Ben Higginbotham [01:11:37]:

are you managing that distance? A So from me to the original store is about a 55 minute drive to the north of where I live. A And I live, I’m in Indiana, so that’s, like, 60 miles that I can make in 55 minutes. A The 2 new stores Like 6 are Yeah. I know. Out there in California, you’re like, getting on the interstate takes a half an hour. Yeah. So, a But then the 2 that I bought are actually about 40 minutes to the west of me. A So between the triangle, if I leave my house and I drive to all 3 stores, it’s a 3 hours in the vehicle with no stops.

Ben Higginbotham [01:12:23]:

A So kind of the way I’m managing that, I went away from quarters completely. The 2 new stores are still, a Well, the the one that’s getting getting all new equipment is gonna be completely cordless, and then the other store is gonna be hybrid until I can get all the equipment replaced. A But, I’m using a card system, which I don’t love every aspect about the card systems. A I didn’t see anything. I think if you’re trying to take storewide Credit card acceptance. I didn’t see any system that I thought was really better than kind of the loyalty card model with a kiosk and an An in house account and all that. I know there’s a bunch of different, the machine style payment a Systems. They all have their own set of problems, and so this works for me, especially with the distance that I’m at.

Ben Higginbotham [01:13:27]:

A Like, I can’t be up there at a moment’s notice. So a I’ve got a guy that cleans. He comes in and cleans basically as needed, but usually it’s once or twice a day. A And other than that, I go up there and fix machines and what, whatever else needs spruced up a And everything else that operates that store is off my cell phone. So I have a Google voice number that rings my phone. I have an Access to my card system through my phone, so it’s completely operated remotely.

Jordan Berry [01:14:04]:

Yeah. Awesome. Yeah. An And I think it’s becoming more and more doable to to edge out that radius of where you need to, you know, live. Obviously, closer is easier for when stuff does come up. But there’s something to be said, and I’ve never really heard anybody talk about this. This is something I’ve been thinking about a little bit lately. There’s something to be said about being a little bit further an enforcing you to get creative on how you operate your business, enforcing you to use tools tools that are gonna help you automate, and, I don’t I don’t know.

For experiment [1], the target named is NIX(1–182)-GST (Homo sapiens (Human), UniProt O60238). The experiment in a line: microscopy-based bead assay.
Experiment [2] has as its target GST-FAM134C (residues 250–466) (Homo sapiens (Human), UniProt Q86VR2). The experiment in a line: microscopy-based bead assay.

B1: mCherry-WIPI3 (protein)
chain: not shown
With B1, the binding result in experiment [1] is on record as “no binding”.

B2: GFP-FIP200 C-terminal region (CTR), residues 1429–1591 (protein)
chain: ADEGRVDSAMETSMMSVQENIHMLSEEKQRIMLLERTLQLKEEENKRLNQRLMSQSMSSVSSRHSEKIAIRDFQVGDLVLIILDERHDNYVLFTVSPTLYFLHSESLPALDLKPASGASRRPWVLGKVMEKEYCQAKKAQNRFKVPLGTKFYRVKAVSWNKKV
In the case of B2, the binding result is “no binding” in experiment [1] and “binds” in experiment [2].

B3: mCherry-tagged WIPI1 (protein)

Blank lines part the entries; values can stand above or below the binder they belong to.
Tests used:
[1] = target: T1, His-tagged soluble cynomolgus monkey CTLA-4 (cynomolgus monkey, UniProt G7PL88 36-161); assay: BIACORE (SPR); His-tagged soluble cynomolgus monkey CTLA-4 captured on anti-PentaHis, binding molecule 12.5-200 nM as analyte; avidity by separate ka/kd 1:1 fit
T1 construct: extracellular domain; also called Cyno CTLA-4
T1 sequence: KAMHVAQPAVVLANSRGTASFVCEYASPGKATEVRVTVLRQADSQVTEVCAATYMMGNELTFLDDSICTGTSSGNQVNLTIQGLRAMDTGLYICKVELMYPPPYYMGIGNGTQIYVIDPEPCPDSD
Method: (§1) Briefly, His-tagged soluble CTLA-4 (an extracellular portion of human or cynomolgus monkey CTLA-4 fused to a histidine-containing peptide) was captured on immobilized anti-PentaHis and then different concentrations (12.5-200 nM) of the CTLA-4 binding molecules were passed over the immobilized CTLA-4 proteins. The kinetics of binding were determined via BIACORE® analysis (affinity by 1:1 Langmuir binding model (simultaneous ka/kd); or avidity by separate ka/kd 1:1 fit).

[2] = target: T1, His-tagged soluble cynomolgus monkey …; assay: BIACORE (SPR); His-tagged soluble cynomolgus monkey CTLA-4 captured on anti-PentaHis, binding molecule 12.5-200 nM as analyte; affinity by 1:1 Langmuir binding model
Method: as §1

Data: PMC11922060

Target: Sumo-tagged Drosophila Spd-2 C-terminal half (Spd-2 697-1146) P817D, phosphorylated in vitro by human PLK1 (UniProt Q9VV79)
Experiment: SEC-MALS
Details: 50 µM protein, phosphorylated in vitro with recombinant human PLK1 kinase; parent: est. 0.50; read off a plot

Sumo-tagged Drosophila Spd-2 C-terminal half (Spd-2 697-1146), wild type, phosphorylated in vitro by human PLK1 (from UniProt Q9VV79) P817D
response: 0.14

Jordan Berry [01:14:37]:

I just I think there’s something to be said for that, where sometimes we can get lazy. And I’m like, a well, I’m like 15 minutes down the road, so I’m just gonna run over there and take care of this thing real quick or whatever. Instead of putting a a system and a process in place to handle those issues, when they come up so that you don’t have to do those long term. Because, you know, 15 minutes each way turns into 30, and then you do that a few times a week. And you do that over years, and, actually, it adds up to a whole lot of time. A, whereas if you can put a system in place, or at least some backstops that, you know, before it hits you, an it goes through this process. You know, your mechanic or your cleaner takes care of problems or whatever it is, right, before it comes to you, a and you limit those those quick trips. You know, I don’t know.

Jordan Berry [01:15:26]:

There’s something to be said about that, but I don’t really hear anybody talking about that. So a Yeah.

Ben Higginbotham [01:15:31]:

I actually think, like, I think one of the best things to to encourage owners to do a Get the heck out of your store. Like, I see a lot of people on some of the on their Facebook groups and other places that talk about an What I can like and everything makes sense to people that are doing it. But let me look at some of the stuff that I see on there, and I think that is the most ridiculous thing a that I have ever, like, heard of anybody do. I saw somebody on there. They were having a long discussion about whether a Whether or not they wash all the quarters that they get out of their change machine. Like, I don’t have time to do that. That’s it like a And maybe you’ve got really finicky coin acceptors, but my gosh. Can you imagine how long that takes? And have you ever tried to dry a bucket of quarters? It takes forever.

Ben Higginbotham [01:16:22]:

A Get out of your store, get some ideas on how to to make things more efficient and make things more user friendly, and don’t a Don’t be so close to it that you can’t see the forest for the trees and all that stuff.

Jordan Berry [01:16:38]: